I open my email and find my daily reminder from lifecoaches.com to take each day as a new challenge, relax, breathe and remember "I am a strong, confident woman. I can do this." Breathing in, holding for five and breathing out I feel myself relax and get ready for another day. And then the phone rings.
I would say it is a pretty poor reflection on my ability to be an award winning journalist that I mentally cringe when the phone rings at my desk. I frequently toy with the idea of not answering it and doing that oh-so-American thing of screening my calls. I imagine that wouldn’t go down the best with the powers that be..
“Good morning, Grace Duddy speaking,” I trill down the phone. Sighing with relief I realise it is only Aidan- fresh from his slumbers and ready for another day of scratching himself on the Playstation before heading out for his bar job in the evenings.
“Do you know where my phone is?” he asks. “No,” I reply, “Where have you looked for it?”
“I haven’t yet. I thought you might know,” he says. My blood pressure rises.
We have this conversation every morning. Sure enough it might not be the phone we are talking about- it might be the keys, the bills that need paying, the wee doodah you use to bleed the fecked radiator in the front room- but the premise is the same. He asks, I tell him to look, he looks, he finds. Why he can’t realise he would be better served to just cut out the middle woman and look himself is beyond me.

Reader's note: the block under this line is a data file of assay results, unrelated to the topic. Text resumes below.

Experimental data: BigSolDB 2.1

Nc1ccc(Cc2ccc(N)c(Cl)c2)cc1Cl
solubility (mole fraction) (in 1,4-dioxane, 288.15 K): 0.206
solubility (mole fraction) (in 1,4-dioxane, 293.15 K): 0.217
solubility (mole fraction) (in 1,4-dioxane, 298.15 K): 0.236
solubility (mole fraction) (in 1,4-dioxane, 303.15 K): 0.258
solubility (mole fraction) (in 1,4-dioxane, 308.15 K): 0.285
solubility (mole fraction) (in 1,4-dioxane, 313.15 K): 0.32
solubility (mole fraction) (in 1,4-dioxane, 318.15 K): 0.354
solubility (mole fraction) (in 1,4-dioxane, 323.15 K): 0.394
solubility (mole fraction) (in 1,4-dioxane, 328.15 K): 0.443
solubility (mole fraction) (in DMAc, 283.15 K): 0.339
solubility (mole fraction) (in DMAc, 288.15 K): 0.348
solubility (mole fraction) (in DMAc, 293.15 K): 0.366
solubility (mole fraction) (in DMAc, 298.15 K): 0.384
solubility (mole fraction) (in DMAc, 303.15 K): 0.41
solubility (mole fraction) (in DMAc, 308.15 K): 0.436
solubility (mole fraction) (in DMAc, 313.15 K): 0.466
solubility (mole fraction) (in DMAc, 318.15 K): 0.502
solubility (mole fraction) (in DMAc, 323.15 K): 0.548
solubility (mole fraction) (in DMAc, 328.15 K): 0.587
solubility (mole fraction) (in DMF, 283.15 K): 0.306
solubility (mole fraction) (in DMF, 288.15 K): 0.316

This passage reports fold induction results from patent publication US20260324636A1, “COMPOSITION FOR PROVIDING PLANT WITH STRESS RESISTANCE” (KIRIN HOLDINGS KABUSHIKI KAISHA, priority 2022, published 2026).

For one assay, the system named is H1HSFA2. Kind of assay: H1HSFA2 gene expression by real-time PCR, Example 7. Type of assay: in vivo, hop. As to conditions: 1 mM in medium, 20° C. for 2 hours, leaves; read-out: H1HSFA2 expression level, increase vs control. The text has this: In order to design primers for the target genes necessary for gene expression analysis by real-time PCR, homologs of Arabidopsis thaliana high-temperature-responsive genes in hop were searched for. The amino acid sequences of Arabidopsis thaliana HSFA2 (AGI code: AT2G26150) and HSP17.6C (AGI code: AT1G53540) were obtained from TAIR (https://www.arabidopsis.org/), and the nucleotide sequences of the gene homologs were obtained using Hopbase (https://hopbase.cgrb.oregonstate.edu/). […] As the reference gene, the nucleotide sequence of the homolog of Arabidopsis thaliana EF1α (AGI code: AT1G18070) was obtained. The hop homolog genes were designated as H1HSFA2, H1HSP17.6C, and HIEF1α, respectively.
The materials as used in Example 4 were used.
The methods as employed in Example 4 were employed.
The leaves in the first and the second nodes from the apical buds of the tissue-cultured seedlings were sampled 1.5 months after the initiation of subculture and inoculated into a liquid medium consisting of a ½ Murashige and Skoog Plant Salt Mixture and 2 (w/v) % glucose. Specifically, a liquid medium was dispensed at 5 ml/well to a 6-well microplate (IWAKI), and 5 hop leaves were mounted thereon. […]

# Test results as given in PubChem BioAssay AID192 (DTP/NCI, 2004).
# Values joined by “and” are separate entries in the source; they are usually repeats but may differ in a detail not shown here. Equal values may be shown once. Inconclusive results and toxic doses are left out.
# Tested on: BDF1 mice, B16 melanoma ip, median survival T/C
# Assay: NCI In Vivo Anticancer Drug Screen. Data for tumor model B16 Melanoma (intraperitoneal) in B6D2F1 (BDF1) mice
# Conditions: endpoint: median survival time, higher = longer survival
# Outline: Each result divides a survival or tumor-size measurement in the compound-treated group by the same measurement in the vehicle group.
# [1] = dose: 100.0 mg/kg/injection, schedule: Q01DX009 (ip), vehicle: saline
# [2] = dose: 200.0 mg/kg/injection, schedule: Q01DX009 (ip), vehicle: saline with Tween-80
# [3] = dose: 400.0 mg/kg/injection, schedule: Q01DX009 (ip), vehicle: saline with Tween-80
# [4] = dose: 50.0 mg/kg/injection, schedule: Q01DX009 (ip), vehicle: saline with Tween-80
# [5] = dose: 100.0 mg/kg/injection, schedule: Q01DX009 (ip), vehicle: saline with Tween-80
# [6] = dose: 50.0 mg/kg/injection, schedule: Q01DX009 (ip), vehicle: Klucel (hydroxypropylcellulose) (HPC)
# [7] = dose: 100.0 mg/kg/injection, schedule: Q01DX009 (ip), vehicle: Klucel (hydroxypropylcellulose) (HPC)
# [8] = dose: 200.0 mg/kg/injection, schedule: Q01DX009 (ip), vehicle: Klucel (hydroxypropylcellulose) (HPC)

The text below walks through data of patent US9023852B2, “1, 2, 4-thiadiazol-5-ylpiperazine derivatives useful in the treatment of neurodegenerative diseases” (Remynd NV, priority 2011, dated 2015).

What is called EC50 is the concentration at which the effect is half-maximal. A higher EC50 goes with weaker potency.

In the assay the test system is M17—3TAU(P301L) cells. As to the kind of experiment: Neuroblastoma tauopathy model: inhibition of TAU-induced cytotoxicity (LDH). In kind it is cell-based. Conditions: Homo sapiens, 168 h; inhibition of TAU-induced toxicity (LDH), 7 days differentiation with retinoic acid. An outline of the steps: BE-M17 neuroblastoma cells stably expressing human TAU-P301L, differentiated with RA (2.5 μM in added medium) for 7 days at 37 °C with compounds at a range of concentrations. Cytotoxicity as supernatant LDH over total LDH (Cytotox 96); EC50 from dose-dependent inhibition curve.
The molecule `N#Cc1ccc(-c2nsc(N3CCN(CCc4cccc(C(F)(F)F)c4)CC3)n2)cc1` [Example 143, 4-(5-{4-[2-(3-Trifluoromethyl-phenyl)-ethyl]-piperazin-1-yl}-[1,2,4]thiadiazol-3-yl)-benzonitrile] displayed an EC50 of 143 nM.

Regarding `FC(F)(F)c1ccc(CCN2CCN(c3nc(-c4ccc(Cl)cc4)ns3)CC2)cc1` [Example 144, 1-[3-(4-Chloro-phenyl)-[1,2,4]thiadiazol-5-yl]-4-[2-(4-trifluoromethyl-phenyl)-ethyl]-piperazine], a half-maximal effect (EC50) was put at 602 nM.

But this morning, in a remarkable turn of events, I don’t need to answer. By now he has looked around him and found said item two feet from where he is standing. He informs me of this and I get ready to hang up and go some wear to faint with shock. However, just as I start an unexpected noise comes shooting down the phone-line. “Do you want to go out tomorrow night, Grace?” he asks and I start to wonder if my cholesterol stuffed heart can really take the impact of two such shocks in one day.
We don’t go out. Not any more. Not since we became parents. We tried it once when Jack was one and it was an unmitigated disaster. I spent the whole night worrying about whether or not Jack would settle without me and himself spent the whole evening telling me why we needed to get out more.
Both of us drank ourselves silly, talked shite about the wee man, ignoring the real issues in our relationship, before going home and falling straight to sleep.
As I threw my considerable guts up the next day, I vowed never again. Seeing my whiter than white pallor, himself agreed that was not a sight he ever wished to see again either so we became Mr. and Mrs. Bottle-of-Wine-on-a-Saturday-Night. In other words, we became so boring we even bored ourselves.
Soon the bottle of wine would involve him sitting on the Playstation and me watching a chick flick on my own in the other room, and even that went to the wayside when he got the bar job. So, if I’m honest, I’ve become a sad old wino on a Saturday night on my own and he has become the life and soul of the staff party scene at Jackson’s Bar.
How we manage to survive as a couple is slightly beyond me, so I guess if I’m trying to operate in the spirit of willingness to save what has become of our marriage I’ll have to say yes to his night out- even though I have nothing to wear.
“Okay then,” I mumble, closing followed by a litany of who, what, where questions that any woman needs to know the answer to before she can even think about picking out an outfit. For one brief moment I wonder if we are going somewhere nice, just the two of us.